From market demand to supply chain changes to pandemic and wildfire impacts, 2020 has been a journey for contractors with commercial and industrial (C&I) projects. There’s quite a bit to stay apprised of, as everyone manages inventory for the year-end rush and start planning ahead for sales and opportunities in 2021. Fortunately, we covered some key takeaways in this week’s week’s #SolarTownHall — a special commercial solar edition!

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Michelle Davis, a Senior Analyst at Wood Mackenzie Power & Renewables, led off our expert roundtable with an excellent overview of the U.S. commercial solar market. “You’ll notice that some of the smaller installers — those that were doing 10 MW or less — proved to be slightly more resilient than the larger installers,” said Davis regarding 2018-2019 trends. “In my view, this kind of highlights the sweet spot that a lot of commercial solar installers occupy.”

And while larger installers (10 MW or more) deployed about half of all capacity in 2019, the good news is that the C&I market remains wide open. According to work by Davis and colleagues, 70% of commercial buildings in the United States are untapped — equating to more than 600,000 buildings and about 145 gigawatts of onsite solar potential. Indeed, our contractor guests on this week’s show reported no slowdown during 2020.

“We do a lot of commercial rooftop projects. We haven’t seen a real slow down at all in our business — it’s been busier,” said Aron Hauser, Director of Commercial Solar at Preman Roofing-Solar in San Diego, California. Further up north, Cale Garamendi, Commercial Project Developer at Sandbar Solar & Electric reported that after a brief pause in March-April-May, business picked back up again, especially in the public works and nonprofit sectors. “I agree that I see a huge potential for growth in small and medium-sized C&I projects,” said Garamendi. “I think a lot of entities are trying to find ways to increase their operating budget through third-party ownership models, so we’re finding some traction there. A lot of private businesses are tightening their belt on the small commercial, less than 500 kW scale. So we’re seeing a little downtick in that department.”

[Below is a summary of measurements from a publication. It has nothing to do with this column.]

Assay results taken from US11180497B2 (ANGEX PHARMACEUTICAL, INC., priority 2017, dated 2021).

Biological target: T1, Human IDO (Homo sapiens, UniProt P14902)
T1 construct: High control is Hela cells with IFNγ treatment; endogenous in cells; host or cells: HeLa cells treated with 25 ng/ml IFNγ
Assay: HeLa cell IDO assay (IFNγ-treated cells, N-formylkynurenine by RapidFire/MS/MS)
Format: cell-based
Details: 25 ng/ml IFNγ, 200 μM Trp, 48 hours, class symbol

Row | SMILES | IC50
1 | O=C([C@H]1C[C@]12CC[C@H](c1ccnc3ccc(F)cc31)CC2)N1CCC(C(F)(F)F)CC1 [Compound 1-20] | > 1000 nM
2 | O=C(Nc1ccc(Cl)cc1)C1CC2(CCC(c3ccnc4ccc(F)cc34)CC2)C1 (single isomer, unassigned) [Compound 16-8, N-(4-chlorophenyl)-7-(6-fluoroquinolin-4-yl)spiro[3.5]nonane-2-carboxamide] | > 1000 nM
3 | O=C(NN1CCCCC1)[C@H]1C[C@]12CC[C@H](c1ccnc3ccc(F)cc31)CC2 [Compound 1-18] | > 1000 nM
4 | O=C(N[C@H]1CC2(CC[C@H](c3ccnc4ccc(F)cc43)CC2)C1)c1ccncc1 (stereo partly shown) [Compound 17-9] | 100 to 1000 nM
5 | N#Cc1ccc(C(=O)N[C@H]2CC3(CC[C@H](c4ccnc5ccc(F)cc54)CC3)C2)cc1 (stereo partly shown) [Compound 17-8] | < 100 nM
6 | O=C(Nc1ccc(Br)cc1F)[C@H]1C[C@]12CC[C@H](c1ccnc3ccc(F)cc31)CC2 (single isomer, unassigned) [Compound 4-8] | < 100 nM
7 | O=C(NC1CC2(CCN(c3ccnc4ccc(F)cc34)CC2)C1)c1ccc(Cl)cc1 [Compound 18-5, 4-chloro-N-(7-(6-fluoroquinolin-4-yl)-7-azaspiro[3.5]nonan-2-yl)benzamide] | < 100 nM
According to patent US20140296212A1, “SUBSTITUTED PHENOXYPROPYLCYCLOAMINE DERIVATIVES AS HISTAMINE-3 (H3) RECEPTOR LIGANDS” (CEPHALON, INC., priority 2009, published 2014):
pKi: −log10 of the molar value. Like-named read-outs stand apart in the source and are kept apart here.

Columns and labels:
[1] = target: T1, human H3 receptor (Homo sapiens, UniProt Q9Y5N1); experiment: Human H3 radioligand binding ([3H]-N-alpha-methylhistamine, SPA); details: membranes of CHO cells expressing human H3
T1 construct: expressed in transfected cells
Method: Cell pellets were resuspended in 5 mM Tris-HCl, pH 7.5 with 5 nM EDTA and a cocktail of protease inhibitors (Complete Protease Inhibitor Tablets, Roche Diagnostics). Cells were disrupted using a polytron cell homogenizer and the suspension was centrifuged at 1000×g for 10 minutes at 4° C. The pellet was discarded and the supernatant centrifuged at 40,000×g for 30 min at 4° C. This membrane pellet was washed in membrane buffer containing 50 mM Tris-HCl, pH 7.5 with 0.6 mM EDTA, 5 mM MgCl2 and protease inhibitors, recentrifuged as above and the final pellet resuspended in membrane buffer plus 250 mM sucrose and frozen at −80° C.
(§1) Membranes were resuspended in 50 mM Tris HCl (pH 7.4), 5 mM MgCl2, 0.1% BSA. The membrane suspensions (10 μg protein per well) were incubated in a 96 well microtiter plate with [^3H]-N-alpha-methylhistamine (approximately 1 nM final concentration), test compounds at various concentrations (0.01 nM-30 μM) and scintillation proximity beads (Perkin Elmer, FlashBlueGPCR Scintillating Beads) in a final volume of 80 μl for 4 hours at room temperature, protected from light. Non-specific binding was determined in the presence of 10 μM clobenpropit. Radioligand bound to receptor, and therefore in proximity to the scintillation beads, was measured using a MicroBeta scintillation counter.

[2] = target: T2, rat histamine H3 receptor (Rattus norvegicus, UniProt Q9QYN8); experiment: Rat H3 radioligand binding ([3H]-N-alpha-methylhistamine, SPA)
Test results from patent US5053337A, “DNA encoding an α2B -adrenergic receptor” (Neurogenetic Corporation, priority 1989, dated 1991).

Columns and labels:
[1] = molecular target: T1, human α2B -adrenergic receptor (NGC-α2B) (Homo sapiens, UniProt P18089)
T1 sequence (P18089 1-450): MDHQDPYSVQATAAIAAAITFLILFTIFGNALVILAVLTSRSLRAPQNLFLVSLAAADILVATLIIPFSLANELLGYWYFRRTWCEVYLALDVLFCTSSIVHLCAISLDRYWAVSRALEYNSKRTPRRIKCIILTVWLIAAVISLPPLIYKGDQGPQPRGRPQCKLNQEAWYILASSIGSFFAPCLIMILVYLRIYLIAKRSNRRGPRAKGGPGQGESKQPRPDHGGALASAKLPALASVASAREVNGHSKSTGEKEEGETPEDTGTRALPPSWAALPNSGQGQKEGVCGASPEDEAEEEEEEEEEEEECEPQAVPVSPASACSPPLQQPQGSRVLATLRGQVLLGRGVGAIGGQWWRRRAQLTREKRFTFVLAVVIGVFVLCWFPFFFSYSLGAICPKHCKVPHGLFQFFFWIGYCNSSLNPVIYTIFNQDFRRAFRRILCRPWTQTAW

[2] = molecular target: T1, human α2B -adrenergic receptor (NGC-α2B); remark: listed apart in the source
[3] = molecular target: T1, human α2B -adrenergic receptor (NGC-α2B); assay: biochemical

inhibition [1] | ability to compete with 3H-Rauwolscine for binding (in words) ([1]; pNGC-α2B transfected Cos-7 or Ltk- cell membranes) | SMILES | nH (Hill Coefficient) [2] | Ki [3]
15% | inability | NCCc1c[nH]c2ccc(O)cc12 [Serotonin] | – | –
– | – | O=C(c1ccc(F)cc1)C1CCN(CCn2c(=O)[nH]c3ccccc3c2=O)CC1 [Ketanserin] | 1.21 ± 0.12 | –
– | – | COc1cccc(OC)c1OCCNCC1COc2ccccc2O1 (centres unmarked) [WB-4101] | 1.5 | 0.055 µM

Regionally and timing-wise, the pace is quickening. “We haven’t seen demand slow down. It’s probably shifted by segment: we are now focusing more on essential retail, like medical device manufacturing, food manufacturing, and logistics,” said Alan Russo, Chief Revenue Officer at Stem, Inc. “And then the MUSH sector (Municipalities, Universities and colleges, K-12 Schools, Hospitals) also is showing a lot of demand still here in California.” Ben Frank, Director of C&I National Sales at SolarEdge, agreed. “You know, the year-end for commercial is always a crazy time where people are trying to get things completed,” said Frank. “It’s twice or three times as crazy now because of people catching up from COVID, as well as the ITC that’s continuing sunset. So all that put together, everybody hang on — because Q4 is going to be a very, very crazy I think for everyone here.”

The conversation also covered hurdles to clear, as well as selling points for commercial solar for the end-customer. Permitting was mentioned as a main cause of delay during the initial months of the pandemic when inspections and approvals were delayed. [Editor’s Note: Read our recent articles on the SolarAPP virtual permitting portal and watch our April 8 town hall on virtual site assessments and our August 26 town hall on inspections.] As for benefits, recouping costs and building resiliency were cited.